The crazy times we live in as gearheads. Wasn’t that long ago, a performance car leaving the factory with 400-plus horsepower was equivalent to owning your own street-legal racecar. Today, having 400 ponies to destroy your tires with is about as special as going to Walmart. But the great thing about the LS platform, and in particular the LS3 and its factory horsepower rating of 426, is that stock is just the starting point. The aftermarket is rife with parts that can have an “average” LS3 making enough power to destroy any car you’re likely to encounter on the street.
For the fifth-gen Camaro SS owner, Summit Racing has a Trick Flow Specialities top-end kit (TFS-K326-580-520) and Trick Flow by Stainless Works headers and cats that’ll have your LS3-powered Bow Tie pumping out LS7-like power (or better) in virtually no time. The kits consist of heads, cam, long-tube headers, and high-flow catalytic converters.
For our test, we headed over to Antivenom Performance in Seffner, Florida, with a bone-stock, six-speed-equipped ’13 SS that would give us the perfect platform to test the Trick Flow kit. The Antivenom crew had the install done in a day and the car back on the dyno to measure the results. We were somewhat shocked by the baseline test, as most LS3s put at least 370 hp to the wheels. The 348 rwhp baseline from this one represents the low end of the spectrum, one lower than we’ve ever seen before. Here’s what we got.
1. Our subject car was a low-mileage, six-speed, manual-equipped ’13 Camaro SS. On the Anitvenom Dynojet chassis dyno, it made 348 hp and 351 lb-ft torque. This is the lowest output of any stock LS3-powered SS we’ve ever seen.
2. The first step (after letting the engine cool) was unbolting and removing the factory iron exhaust manifolds.
3. After removing the factory airbox assembly and disconnecting the fuel lines, the intake manifold is unbolted and removed.
4. With the intake out of the way, the ignition coil assemblies are unplugged and removed, the valve covers unbolted, and then the factory rocker arm assemblies are taken off the stock heads. We’ll be reusing the factory rockers (with a trunnion upgrade) after installing our new heads.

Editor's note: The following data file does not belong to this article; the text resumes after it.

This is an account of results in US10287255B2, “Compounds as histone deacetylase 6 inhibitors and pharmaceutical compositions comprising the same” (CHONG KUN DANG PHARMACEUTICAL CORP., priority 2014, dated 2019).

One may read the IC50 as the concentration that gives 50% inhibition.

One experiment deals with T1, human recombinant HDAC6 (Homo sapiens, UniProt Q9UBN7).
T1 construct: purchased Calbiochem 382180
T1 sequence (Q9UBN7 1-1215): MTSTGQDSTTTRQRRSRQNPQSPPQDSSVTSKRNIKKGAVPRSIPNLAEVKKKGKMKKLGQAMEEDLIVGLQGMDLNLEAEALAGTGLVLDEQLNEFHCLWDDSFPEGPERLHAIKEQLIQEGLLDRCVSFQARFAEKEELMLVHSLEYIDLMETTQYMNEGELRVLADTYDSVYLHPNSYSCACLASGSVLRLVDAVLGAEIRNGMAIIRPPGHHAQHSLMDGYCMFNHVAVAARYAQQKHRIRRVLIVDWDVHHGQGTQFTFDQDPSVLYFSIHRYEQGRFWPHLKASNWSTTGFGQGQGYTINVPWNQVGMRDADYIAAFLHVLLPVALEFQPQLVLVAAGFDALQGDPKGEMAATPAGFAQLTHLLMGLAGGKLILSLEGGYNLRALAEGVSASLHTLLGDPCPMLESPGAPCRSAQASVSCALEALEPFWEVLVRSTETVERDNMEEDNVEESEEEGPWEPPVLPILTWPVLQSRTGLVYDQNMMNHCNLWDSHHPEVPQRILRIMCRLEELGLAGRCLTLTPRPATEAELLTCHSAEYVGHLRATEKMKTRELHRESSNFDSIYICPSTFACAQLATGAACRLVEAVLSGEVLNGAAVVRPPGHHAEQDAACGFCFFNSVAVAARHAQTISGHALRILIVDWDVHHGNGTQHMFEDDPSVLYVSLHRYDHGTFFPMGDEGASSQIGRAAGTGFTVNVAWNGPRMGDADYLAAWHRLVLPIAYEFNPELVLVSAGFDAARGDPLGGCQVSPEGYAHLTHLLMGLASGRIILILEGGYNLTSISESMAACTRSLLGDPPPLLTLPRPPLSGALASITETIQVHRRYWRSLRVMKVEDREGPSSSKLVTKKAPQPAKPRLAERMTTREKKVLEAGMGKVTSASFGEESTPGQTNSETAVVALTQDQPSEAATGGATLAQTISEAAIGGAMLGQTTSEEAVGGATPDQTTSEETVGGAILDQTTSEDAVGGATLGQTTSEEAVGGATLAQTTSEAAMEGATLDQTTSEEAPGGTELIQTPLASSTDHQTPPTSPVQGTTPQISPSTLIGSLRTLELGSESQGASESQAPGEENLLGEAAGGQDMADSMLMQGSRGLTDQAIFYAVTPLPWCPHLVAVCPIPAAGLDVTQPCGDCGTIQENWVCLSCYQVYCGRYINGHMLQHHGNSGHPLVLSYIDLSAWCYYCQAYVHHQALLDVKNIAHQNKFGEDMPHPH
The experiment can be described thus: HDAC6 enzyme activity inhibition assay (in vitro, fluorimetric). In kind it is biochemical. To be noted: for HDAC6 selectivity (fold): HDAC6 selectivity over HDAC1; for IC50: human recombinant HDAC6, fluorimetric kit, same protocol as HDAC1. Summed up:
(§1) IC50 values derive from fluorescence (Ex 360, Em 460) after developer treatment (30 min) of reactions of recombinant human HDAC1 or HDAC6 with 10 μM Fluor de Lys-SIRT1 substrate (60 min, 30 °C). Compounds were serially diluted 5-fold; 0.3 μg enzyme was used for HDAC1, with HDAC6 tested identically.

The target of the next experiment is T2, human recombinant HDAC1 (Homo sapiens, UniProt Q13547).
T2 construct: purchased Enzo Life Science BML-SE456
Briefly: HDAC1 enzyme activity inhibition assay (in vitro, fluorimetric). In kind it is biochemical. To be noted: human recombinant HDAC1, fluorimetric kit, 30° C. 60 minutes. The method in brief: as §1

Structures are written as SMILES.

5. Our ’13 Camaro is equipped with electric power steering, so just this idler pulley bracket needs to be removed. For earlier cars with hydraulic assist power steering, the pump will be unbolted and set aside.
6. With everything clear of the heads, they’re unbolted and removed. From the factory, all LS engines come with torque-to-yield head bolts, which can only be used once. After the heads are off, pitch those fasteners in the trash so you don’t accidentally reuse them.
7. On the right is the stock LS3 head, and on the left is our new Trick Flow Gen X 255 CNC-ported head, PN TFS-32610001-C01. They feature fully CNC-ported 255cc intake runners, CNC-profiled 69cc combustion chambers, and 2.165/1.600 valve diameters. The Trick Flow heads come fully equipped with high-performance dual valvesprings. Depending on your requirements, they can be spec’d out with two different rate valvesprings, and titanium or steel spring retainers.
8. The Trick Flow heads are taller than stock LS3 heads, with revised intake ports that have a straighter shot at the intake valve. With less bend in the intake port, the air/fuel mixture can travel at a faster velocity, allowing for more of an air/fuel charge to be sucked into the combustion chamber while the valve is open. That translates to more horsepower, especially when combined with a bigger cam and/or a power-adder.
9. One of the extra things you’ll need to install the Trick Flow top-end kit (or swap heads on any ’08-up LS-series engine) is a pair of these coolant plugs, GM PN 12602540, and a pair of the necessary bolts to install them, PN 11588714.
10. Another part that’s highly recommended for this install is Summit’s trunnion upgrade kit for LS rockers, PN 143002. This kit replaces the factory trunnion and uncaptured needle bearing assemblies with a full circumference trunnion and fully captured needle bearing assemblies. Under high-horsepower and extreme-duty conditions, sometimes the factory rockers will eject their needle bearings into the engine, which can potentially damage the oil pump or anything else the oil flows through. It’s a cheap upgrade that gives added durability to the valvetrain.
11. Back to the engine, with the heads off, the radiator and water pump are removed, followed by the harmonic balancer. Then the timing cover can be unbolted for the cams swap.
12. Before the cam sprocket can be removed, the factory tim-ing chain tensioner has to be pinned back to relax the chain.
13. After the sprocket is unbolted from the cam and removed, the cam retainer plate is unbolted from the block so the cam can be removed.
14. Out comes the cam. The factory LS3 cam isn’t a bad cam, but its design is on the more conservative side, with a lift of 0.551/0.525, duration of 204/211 at 0.050, and lobe-separation angle of 117. With the extra flow capability of the new Trick Flow Gen X heads, swapping to a bigger cam only makes sense to get more power out of the engine.
15. The Trick Flow cam that comes with the kit specs out at 0.625/0.625 lift, 113 lobe-separation angle, and 230/238 duration at 0.050.
16. Included with the kit is a fresh pair of factory GM MLS head gaskets, PN 12610046.